I was driving my first car, a 1963 Ford Galaxy. Prior to buying that car I had driven whatever vehicle was setting around. In those days there were several to choose from. It looked like a used car lot in front of our house. The year was 1967. I was almost 15. After closing down the Texaco, my first job outside of working for my dad, I drove up and down the street until it appeared everyone had headed home, so I started out for the 9 mile trip to Smithwick. The time was early to be going home, I think around 11:00 PM. I remember it being a moonlit night.
The first long straight stretch started just after passing the turnoff to Fry’s Camp, feeling the free spirit and the power of that 390 CI Ford Engine I kicked it up to about 90 mph as I passed the Eskew Place. It was going to be a fast trip home. As I approached what is now the Faith Academy, as my headlights dipped when I made the first descent, all I could see was a horse standing broadside in my lane. It was no more than 60 or 70 yards in front of me. Instinctively I made a very quick jerk to the left, to get in the west bound lane and then another jerk back to the right. This all done without locking up my brakes, which should have been my first inclination. I still don’t know how a kid with so little driving experience pulled that off. Going off either side of the road was a fairly steep drop off that would have not been good.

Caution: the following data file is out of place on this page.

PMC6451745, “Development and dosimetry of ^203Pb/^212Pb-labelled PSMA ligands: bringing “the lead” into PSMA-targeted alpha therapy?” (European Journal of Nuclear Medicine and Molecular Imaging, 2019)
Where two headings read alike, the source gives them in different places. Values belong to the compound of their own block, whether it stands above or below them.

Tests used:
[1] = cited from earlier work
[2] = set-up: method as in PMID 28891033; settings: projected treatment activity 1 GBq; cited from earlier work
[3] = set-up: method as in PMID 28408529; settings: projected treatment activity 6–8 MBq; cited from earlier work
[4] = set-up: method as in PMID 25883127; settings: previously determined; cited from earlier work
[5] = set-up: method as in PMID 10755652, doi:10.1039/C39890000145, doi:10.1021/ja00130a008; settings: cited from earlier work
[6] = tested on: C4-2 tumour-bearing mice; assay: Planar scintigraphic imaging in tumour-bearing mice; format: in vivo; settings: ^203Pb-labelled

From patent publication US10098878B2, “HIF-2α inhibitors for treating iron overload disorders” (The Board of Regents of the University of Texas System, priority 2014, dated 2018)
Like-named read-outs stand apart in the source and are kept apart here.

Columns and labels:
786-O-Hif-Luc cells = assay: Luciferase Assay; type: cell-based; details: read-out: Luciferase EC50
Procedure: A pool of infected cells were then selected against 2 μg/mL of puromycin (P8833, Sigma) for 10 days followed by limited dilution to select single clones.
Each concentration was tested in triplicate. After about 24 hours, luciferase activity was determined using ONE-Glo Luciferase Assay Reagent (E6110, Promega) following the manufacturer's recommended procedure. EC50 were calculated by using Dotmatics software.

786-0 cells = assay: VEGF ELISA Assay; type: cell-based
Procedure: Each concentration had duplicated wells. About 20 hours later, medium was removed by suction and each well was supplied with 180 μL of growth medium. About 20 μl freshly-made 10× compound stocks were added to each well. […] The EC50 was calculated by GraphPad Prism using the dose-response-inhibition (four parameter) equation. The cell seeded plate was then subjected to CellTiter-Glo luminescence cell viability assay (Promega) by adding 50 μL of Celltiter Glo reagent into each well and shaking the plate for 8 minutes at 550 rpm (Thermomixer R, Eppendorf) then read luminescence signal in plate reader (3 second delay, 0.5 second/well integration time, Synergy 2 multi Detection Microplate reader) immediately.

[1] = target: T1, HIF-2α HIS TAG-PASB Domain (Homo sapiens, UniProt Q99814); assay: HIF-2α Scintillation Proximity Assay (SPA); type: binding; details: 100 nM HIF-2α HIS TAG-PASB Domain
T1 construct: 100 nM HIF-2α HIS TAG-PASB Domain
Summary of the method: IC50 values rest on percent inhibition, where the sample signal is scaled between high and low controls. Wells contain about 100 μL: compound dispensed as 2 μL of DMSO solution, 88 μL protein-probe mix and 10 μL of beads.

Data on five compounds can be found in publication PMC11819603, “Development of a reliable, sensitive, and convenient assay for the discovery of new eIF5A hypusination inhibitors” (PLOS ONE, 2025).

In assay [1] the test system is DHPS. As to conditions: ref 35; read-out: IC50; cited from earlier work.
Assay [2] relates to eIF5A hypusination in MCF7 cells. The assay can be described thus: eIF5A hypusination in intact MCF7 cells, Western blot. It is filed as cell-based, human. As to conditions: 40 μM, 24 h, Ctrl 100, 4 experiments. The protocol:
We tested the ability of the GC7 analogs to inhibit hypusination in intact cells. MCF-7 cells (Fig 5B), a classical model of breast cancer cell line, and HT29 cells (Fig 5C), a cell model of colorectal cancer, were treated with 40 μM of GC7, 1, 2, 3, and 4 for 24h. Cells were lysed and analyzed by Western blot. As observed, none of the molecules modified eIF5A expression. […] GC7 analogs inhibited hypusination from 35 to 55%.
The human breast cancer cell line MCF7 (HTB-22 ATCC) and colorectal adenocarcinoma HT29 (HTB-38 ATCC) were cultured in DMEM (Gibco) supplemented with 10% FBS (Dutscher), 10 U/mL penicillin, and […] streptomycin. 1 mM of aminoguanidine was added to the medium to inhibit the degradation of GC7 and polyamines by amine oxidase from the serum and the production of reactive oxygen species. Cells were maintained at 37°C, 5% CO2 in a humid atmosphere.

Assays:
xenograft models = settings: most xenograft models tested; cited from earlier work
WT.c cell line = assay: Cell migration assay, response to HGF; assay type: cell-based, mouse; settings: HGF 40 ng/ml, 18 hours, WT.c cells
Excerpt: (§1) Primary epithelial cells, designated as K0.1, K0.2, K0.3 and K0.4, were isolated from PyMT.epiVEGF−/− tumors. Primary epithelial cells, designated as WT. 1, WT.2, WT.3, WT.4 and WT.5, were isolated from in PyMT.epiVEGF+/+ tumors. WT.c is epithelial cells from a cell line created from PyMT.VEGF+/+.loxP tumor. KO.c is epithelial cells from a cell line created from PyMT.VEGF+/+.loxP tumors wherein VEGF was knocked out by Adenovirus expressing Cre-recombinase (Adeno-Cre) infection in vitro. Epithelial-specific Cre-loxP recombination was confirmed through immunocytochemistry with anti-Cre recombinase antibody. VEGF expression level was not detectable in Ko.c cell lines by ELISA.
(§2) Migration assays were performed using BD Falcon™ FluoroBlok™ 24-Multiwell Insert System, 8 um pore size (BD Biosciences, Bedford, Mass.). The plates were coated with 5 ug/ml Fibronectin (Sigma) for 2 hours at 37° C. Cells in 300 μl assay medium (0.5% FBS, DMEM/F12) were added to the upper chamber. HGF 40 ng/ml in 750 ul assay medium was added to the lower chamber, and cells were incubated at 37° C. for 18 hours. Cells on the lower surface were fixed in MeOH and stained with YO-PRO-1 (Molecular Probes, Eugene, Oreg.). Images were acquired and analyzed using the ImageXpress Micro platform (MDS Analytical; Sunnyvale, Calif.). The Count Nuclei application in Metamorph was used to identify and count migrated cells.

Miraculously I had stayed on the road. By the time I crossed the Hamilton Creek bridge I had slowed to half my original speed. All I could think about was why was a horse standing in the road. It kept flashing in my mind that the horse was saddled and just standing there.
Just past my Aunt Marie Bible’s driveway there were several more horses with riders. They were from Camp Peniel, a the kids camp another couple of miles down the road. I stopped to inquire about the horse that had almost caused my death.
They said that horse had hurt its foot and was limping so they were heading back to the camp to get help. Yes, they had left it in the road where they thought it would be safest. As I would later understand, the group were camp councilors on their free night between campers, just out for a leisurely ride. They were most likely high schoolers from the city with few worldly experiences to deal with the circumstances at hand. I made them, yes I made them head back to get the horse and tie it up to a fence post. I went back to sit with my flashers on until the horse was relocated.
At that speed, a horse up across my hood and through the windshield would not have been survivable. If there was ever a time during my youth that I was certain that an angel was sitting on my shoulder, it was that night.
2 thoughts on “A Horse In The Highway”
It boggles my mind that they thought leaving the injured horse in the road would be the safest place…